Chipotle’s new CEO is making a stale burrito app-etizing again

After struggling for years to recover from an E. coli scare, Chipotle is finally on the ups thanks to a great app.

After years of rotten sales growth caused by food safety scares, Chipotle defied expectations and increased quarterly earnings 8% to $1.3B.

Chipotle’s new CEO is making a stale burrito app-etizing again

Driven by increased app usage, Chipotle’s success shows that catering to buying behaviors can be as important as catering to palate preferences.

A big turnaround after Chipotle stock almost went rancid

Debuting in a 2006 IPO that the WSJ described as “spicier than a three-alarm hot sauce,” Chipotle’s share price soared from an IPO price of $22 to more than $758.49 at its high point in 2015. 

But a pesky little bacterium named E. coli caused Chipotle’s stock to spoil, dropping as low as $251 per share. 

After struggling to rebound for years, the company hired a new CEO named Brian Niccol — a famous fast-food fixer who favorably flipped financial fortunes at Taco Bell.

Is the turnaround working? App-solutely.

Chipotle’s app launched in 2009, but it was an afterthought until last year when the company invested millions in a digital ‘turnaround.’ 

But after Chipotle made improvements ranging from an easier user-flow to a second digital-only burrito assembly line in stores, the number of app users has increased 65% since this time last year.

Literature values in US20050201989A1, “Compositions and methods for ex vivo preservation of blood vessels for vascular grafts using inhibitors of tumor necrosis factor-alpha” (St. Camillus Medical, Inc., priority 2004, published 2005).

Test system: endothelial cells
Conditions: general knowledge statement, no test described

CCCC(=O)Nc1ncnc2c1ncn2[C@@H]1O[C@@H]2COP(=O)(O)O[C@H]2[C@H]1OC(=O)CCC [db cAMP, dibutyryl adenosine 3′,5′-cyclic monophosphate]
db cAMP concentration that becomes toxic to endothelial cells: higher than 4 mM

Most importantly, the ‘rito rollers managed to increase the popularity of their app without subsidizing in-app orders.

Calling a burrito restaurant a lifestyle brand may sound ridiculous…

But Chipotle’s success suggests otherwise. Chipotle’s CMO recently announced plans “to make Chipotle not just a food brand but a purpose-driven lifestyle brand.” 

While skeptics balked — focusing on the uncertain long-term benefits of “‘lifestyle’ marketing ploys” — lifestyle branding like Chipotle’s also benefits businesses in the short term. 

Thanks to the recent revamp, 10% of Chipotle’s sales are made in-app, just slightly lower than Starbucks (13%). But while Starbucks lures customers to its app with discounts, Chipotle attracts them organically.

So by building a lifestyle brand that encourages natural engagement without relying on perks, Chipotle reduced both the cost of recruiting customers to its app and the cost of keeping them there.

UPDATE: The good news didn’t last long…

Just hours later, local news outlets reported that at least 368 people had gotten sick after eating at a Chipotle in Ohio.

Then, the company’s app crashed in the middle of a guac giveaway on National Avocado Day, prompting an apology as Chipotle scrambled to fix it.

Either way, we doubt a streamlined app will matter to the hundreds of people with the runs…

Get the 5-minute news brief keeping 2.5M+ innovators in the loop. Always free. 100% fresh. No bullsh*t.